Internationally, the BMW X1 is available with a choice of a Petrol and 3 Diesel engines. For India, however, the X1 comes with just one Diesel engine – a 2.0-litre, four-cylinder TwinPower Turbo unit that outputs a max. power of 190 PS and a peak torque of 400 Nm. The BMW X1 xDrive20d’s turbochargers benefit from variable turbine geometry, and an injection system that operates at a max. pressure of 2,000 bar. The engine comes mated to an eight-speed Steptronic automatic transmission. We drove the xDrive all-wheel drive version, which works as a front-wheel drive mostly, but can send all the power to the rear wheels when need arises.

Turbo-lag is minimal and there’s a strong surge of acceleration right from roughly 1,500 RPM. The engine is high on refinement and revs freely. The X1 is at its sprightliest self in the ‘Sport’ model but even in the comfort mode there’s enough to keep you entertained. There’s even a ‘Manual’ mode to keep the keenest of drivers happy. In traffic conditions, this ultra-refined and sufficiently potent engine makes the X1 very tractable; on highway, this car’s quite a mile-muncher. With 190 PS and high refinement levels, the X1 offers a drive experience that’s comparable to some of the pricier SUVs/Crossovers around.

Chatper 3: Plush, Planted, Poised!

The chassis of the second-gen X1 is far more modern than that of the original model. The X1’s chassis comprises a single-joint strut suspension at the front and a multi-link rear axle. Aluminium swivel bearings, axle carriers and control arms, which are made from high-strength steel, help keep the weight under check and also help enhance the rigidity. The rear axle too features many components made from high-strength steels. Finally, tube-like anti-roll bars at both the axles, along with innovative axle mounting, enhance the agility and ride comfort of the BMW X1.

Basically, all this leads to a great ride quality and fantastic handling characteristics. The X1 feels slightly softly sprung, which means it gobbles up most of the craters and undulations with utter ease. In true BMW-fashion, the X1 is a joy in the corners, too. The steering is well-weighed and accurate; it’s also just the correct size and feels good to hold.  The proverbial ‘purists’ might argue that it’s not as sharp as the rear-wheel-drive first gen X1, but tell you what, in most conditions, and even in hands of a pretty average driver like yours truly, the second gen X1 is a pretty sharp corner-carver. The 50:50 weight distribution, together with a low centre of gravity, a wide track and short overhangs, goes a long way to ensure that the X1 stays very poised under hard cornering.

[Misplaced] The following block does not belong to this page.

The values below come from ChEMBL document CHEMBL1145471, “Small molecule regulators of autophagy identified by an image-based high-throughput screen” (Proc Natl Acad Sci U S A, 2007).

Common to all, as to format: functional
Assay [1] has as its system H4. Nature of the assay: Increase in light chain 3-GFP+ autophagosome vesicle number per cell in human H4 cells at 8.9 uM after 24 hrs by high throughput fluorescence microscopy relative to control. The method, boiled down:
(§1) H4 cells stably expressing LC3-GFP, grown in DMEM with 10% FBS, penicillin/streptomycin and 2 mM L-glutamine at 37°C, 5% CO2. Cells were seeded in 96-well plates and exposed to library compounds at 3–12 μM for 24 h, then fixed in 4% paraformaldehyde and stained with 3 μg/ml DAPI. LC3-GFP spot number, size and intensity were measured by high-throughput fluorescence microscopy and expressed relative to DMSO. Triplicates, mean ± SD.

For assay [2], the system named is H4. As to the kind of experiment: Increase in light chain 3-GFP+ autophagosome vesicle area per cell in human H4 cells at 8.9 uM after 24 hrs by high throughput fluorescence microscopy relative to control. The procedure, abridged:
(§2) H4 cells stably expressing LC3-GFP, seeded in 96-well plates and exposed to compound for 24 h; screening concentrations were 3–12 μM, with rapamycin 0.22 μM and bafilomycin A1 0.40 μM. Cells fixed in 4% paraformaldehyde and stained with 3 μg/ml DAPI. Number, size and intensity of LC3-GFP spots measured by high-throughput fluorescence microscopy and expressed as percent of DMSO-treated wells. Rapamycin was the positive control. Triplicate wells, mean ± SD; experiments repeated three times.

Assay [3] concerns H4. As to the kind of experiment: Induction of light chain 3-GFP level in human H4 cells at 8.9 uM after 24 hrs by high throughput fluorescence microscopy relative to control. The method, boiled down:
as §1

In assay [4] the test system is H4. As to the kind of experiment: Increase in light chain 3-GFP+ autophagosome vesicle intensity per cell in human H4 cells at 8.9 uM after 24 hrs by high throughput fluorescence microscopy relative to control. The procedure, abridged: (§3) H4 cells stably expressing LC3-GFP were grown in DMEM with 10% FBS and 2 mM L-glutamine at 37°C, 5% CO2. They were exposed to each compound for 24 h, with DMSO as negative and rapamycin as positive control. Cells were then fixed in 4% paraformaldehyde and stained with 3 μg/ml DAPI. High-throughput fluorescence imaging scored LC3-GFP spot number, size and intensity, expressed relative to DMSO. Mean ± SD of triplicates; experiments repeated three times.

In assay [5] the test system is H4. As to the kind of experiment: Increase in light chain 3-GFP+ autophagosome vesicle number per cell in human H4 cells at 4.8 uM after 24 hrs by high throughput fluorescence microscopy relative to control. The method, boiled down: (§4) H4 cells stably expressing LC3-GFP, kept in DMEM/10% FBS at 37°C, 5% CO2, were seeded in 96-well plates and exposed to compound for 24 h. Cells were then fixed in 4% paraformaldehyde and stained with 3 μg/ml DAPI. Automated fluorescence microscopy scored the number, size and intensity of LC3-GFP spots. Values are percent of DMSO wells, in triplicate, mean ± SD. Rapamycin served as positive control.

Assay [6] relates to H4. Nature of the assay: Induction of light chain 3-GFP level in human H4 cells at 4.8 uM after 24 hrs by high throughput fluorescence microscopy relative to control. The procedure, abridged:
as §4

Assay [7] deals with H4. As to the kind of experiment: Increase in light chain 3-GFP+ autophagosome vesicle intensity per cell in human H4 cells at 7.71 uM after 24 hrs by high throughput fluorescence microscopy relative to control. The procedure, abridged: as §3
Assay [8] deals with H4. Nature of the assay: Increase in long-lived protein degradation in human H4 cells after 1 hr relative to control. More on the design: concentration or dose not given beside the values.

The BMW X1 is the smallest, but a really significant member of the BMW X model range. For starters, it is the cheapest BMW SAV you can buy. Hence, it gets really important for this cross-SUV to uphold the aura of the X model range and offer most of the virtues of bigger X-series cars, like the X3, at a much lesser cost. And this is just half the story. The X1 also faces the heat from the top-end trims of popular SUVs like the Toyota Fortuner and the Ford Endeavour. Not only are these available at a slightly lower price, but also offer more space, an additional row of seats and lower maintenance costs. Also, these are thoroughbred SUVs, and hence, look far more daunting and rugged than the X1.

However, the X1 manages to come across as a highly desirable motor. For starters, it wears the much revered BMW badge, which means the X1 enjoys a really high brand value. It also means you get a fairly luxurious cabin that boasts of high-quality materials and an immaculate fit and finish. Also, the TwinPower Diesel engine is a rather potent unit that is also high on refinement. But what really takes the car is the fact that the X1 manages to deliver a really comfortable ride without lowering any of the handling manners we come to expect from a BMW.  Well, the X1 is not just a Jack of all trades, but is also the master of most.

BMW X1 Test Drive Review – Specifications

Displacement 1995 cc
Maximum Power 190 bhp @ 4000 rpm
Maximum Torque 400 Nm @ 1750-2500 rpm
Gearbox 8-Speed Steptronic Automatic Transmission
Mileage (Certified) 20.68 kmpl
Ground Clearance 165 mm
Fuel Tank Capacity 51 litres

BMW X1 Test Drive Review – Image Gallery

So what do you say about our BMW X1 Test Drive Review? Do share your views by commenting below.